aNewDomain — In the bitcoin versus U.S. dollar versus credit card debate, the old greenback still reigns. Why?
According to MIT Technology Review, it all boils down to trust. With non-cash alternatives, there are a large number of security concerns. An Accenture survey of 4,000 consumers in North America revealed that fully 57 percent of respondents were concerned about the security of non-cash transactions, even though they said they expected to use other forms of payment this year and in the future.
57 percent? That’s up 12 percent from the survey results just two years ago.
Screenshot by David Michaelis courtesy of MIT Technology Review
Why is the belief in cash still more powerful than alternatives? It all has to do with control.
Blowing your Budget
The biggest disadvantage of credit cards is that they encourage people to spend money they don’t have. Most credit cards do not require you to pay off your balance each month, so even if you only have $100, you may be able to spend up to $500 or $1000 on your credit card. While this may seem like free money at the time, of course you will have to pay it off eventually. And the longer you wait, the more money you will owe, as credit card companies charge you interest each month on the money you have borrowed. No wonder so many millennials swear off credit cards. It seems so illogical, when you stop to think about it.
PayPal, Apple Pay and Google Wallet
A new way to look at the challenges is that tech will help with consumer confidence. PayPal, Apple Pay, Google Wallet and others utilize a system that creates a one-time digital token for each transaction and sends that token, rather than a customer’s credit card information, through the system. I am confident about these new technologies though there is not a clear path forward, and many across the world seem to agree with me.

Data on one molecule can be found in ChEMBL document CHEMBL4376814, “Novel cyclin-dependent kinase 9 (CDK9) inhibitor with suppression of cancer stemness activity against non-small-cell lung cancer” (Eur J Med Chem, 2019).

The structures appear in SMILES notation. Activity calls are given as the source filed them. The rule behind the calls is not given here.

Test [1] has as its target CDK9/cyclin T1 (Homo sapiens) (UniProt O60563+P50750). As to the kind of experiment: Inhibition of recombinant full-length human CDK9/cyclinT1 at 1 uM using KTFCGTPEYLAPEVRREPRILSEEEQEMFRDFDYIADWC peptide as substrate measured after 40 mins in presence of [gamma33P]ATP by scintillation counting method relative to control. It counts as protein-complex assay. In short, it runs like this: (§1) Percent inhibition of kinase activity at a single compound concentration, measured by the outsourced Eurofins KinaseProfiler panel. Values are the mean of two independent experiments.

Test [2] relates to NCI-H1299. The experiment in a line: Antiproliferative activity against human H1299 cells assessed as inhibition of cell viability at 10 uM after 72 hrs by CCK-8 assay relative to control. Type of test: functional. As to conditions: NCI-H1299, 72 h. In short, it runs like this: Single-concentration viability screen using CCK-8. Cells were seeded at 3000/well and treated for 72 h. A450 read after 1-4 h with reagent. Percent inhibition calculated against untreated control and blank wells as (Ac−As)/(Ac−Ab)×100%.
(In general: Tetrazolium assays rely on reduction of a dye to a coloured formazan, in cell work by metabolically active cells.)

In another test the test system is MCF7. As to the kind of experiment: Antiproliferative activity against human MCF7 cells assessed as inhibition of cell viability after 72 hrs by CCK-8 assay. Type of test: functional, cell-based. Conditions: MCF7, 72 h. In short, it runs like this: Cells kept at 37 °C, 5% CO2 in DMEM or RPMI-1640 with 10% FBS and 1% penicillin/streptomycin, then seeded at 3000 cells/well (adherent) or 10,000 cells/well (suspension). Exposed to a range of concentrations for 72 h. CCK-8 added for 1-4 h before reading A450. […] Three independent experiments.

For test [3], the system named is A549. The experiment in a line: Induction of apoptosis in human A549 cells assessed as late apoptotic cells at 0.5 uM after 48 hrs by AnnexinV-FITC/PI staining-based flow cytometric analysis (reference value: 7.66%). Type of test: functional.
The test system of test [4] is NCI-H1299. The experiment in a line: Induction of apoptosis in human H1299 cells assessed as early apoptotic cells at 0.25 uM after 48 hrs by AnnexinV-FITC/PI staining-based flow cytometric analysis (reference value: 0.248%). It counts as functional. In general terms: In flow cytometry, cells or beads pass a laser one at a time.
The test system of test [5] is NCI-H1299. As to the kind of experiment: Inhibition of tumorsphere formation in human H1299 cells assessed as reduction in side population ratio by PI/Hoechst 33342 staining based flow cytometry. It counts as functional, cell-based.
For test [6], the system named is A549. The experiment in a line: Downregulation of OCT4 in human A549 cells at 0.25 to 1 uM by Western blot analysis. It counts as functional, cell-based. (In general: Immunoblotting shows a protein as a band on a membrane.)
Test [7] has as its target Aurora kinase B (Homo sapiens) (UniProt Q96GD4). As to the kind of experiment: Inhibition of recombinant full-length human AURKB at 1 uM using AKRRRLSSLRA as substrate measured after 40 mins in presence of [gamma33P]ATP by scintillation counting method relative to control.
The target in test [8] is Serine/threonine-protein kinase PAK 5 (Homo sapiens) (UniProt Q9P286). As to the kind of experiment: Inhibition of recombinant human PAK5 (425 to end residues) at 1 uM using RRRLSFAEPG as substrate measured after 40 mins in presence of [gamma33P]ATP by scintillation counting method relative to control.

Screenshot by David Michaelis
In Brazil this past December, organizers of the Latin American Bitcoin Conference communicated their belief that no one can stop the increasingly rapid adoption of Bitcoin around the world, and that its use by individuals and corporations will soon be inevitable.
Reporting last year on the state of Bitcoin, Peter Smith of Blockchain.info and Susan Athey of Stanford University said that Bitcoin as a whole is here to stay, but that Mt. Gox may have shown us how not to handle Bitcoins.
What Mt. Gox does bring up is the historical difference on philosophy about how startups use the bitcoin protocol. There are two buckets – the first one is startups that centralize. When you send out bitcoins to Mt. Gox, they are moving that into a master account. Would I trust anyone with my bitcoins?
In the other bucket, you can find other companies, such as Blockchain, that provide software to more effectively and more securely manage your bitcoins. These bitcoin users manage their own public and private keys, meaning that you can’t break into a wallet if you don’t have the private key.
Screenshot by David Michaelis courtesy of Framasphère
As Lorin Chane Partain said on Facebook, “If the statement ‘In God We Trust’ were true, it wouldn’t be printed on central bank funny money.”
For aNewDomain, I’m David Michaelis.
Featured Image courtesy of Jonathan Waller, via Flickr Creative Commons